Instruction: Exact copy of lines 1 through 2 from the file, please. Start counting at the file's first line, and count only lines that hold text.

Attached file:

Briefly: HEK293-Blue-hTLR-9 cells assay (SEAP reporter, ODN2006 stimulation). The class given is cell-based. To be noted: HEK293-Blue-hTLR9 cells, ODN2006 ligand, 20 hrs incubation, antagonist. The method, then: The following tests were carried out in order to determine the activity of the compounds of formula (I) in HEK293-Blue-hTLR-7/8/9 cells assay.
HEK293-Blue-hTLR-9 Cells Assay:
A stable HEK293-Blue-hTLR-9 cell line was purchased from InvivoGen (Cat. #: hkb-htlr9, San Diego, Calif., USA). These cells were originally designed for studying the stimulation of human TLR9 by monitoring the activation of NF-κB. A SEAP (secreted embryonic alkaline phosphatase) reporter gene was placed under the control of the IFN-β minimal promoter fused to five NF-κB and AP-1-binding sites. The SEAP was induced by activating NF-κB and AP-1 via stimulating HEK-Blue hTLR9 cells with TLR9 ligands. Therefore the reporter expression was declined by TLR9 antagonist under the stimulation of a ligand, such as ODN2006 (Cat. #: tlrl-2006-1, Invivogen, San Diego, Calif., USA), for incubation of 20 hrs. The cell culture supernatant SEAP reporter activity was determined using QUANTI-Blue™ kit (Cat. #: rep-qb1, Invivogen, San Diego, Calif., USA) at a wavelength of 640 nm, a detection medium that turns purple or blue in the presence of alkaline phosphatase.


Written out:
Briefly: HEK293-Blue-hTLR-9 cells assay (SEAP reporter, ODN2006 stimulation). The class given is cell-based. To be noted: HEK293-Blue-hTLR9 cells, ODN2006 ligand, 20 hrs incubation, antagonist. The method, then: The following tests were carried out in order to determine the activity of the compounds of formula (I) in HEK293-Blue-hTLR-7/8/9 cells assay.
HEK293-Blue-hTLR-9 Cells Assay: